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Home arrow Language & Literature arrow The Palgrave Handbook of Sociocultural Perspectives on Global Mental Health

Concluding Remarks

Violence in its many forms is pervasive, ancient, infinitely various, and a central fact of human life, but also poorly understood in general (Whitehead 2004). In this chapter, we have introduced different approaches that aim to provide a better understanding of the consequences of violence from various angles, focusing on its communicative role, symbolic use, performative quality, and lived experience. We have shown that violence in contexts of war has been linked to physical and, particularly, mental health problems. A strong focus on PTSD and depression based on Western diagnostic practices has largely shaped the response to trauma-related health problems leading to the development of different kinds of trauma-focused responses ranging from psychotherapies to various pharmaceutical interventions. However, critical scholars have shown that such approaches lack evidence on their long-term effects and demonstrate that mental health problems are intricately connected to social, economic and cultural dimensions of life. Such recognition has complicated our understanding of the causation, development, and treatment of violence-related distress.

Having a better understanding of the ways in which individuals and communities express their suffering and distress and the influence this has on their lives could help health providers to tailor therapeutic interventions more effectively to the needs and expectations of their patients. There is a great danger of over-medicalizing or over-psychologizing forms of post-violence distress, which are complexly overdetermined by the socioeconomic, political, and cultural dimensions of post-conflict societies. Anthropologists have shown that interventions that attempt to address health—and especially mental health—without engaging with these social determinants often fail to deliver aid that is meaningful to the intended beneficiaries, and can even cause unintended consequences insofar as they pathologize victimized populations and distract from substantive issues of restorative justice and political reform (Biehl and Locke 2010). While one-size-fits-all technoscientific or medical solutions to the social and personal consequences of societal violence may be elusive, the subjects of interventions reveal that we may have much to learn about the determinants of their suffering—and their resilience—before we can begin to deliver forms of care and support that are truly multidimensional and thoughtfully adapted to cultural difference. Ethnographic methods, with their commitment to cultural humility and deep forms of listening, surely have a central role to play in this process.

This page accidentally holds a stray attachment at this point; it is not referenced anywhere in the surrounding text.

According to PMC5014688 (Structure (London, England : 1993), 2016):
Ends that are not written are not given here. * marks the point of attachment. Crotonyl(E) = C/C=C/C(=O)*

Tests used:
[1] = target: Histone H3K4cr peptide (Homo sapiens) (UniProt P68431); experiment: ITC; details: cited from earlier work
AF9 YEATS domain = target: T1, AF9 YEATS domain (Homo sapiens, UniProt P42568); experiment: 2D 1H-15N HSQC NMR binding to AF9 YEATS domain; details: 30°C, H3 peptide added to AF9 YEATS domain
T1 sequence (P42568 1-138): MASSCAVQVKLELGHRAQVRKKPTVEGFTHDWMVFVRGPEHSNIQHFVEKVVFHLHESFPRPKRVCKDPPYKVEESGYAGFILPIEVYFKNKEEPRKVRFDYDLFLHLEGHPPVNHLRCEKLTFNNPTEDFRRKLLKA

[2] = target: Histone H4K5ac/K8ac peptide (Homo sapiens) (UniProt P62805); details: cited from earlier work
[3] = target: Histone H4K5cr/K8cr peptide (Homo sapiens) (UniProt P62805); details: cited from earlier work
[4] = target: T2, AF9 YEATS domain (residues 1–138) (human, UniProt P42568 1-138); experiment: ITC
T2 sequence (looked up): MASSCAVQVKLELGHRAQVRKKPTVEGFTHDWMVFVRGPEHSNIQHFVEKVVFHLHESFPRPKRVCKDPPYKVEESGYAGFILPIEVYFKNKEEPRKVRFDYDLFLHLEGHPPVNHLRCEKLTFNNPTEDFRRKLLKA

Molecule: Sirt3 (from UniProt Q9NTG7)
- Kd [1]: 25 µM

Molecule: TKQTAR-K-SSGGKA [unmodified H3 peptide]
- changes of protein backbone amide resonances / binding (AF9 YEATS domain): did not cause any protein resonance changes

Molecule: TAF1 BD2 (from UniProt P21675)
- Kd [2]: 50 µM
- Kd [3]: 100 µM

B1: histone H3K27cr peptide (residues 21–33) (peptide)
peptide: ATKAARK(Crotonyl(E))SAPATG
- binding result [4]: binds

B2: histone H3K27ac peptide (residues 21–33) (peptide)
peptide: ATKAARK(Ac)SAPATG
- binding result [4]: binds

We do not deny that trauma-focused approaches have their place in the complex process of healing the psychological wounds of war and violence, but suggest that alone they are not sufficient and may lead to important unintended consequences. It is important to be attuned to the fact that suffering as well as recovery are resolved in a social context as “familial, sociocultural, religious and economic activities (...) make the world intelligible” (Almedom and Summerfield 2004, p. 386). With this understanding, trauma-focused approaches could possibly be reserved for very severe cases of mental illness while other forms of distress could be addressed meaningfully through locally developed (bottom-up) and socially integrated approaches addressing the often difficult to grasp combinations of social, emotional, physical, and cultural dimensions. This, in turn, can only be achieved through interdisciplinary approaches in which clinicians and other interventionists work closely with researchers from the health and social sciences. In the decades to come, it will be crucial to build connections across health, social welfare, education, and economic sectors while paying close attention to cultural and religious beliefs and practices in order to address the effects of societal violence on bodies, minds, and societies more effectively.

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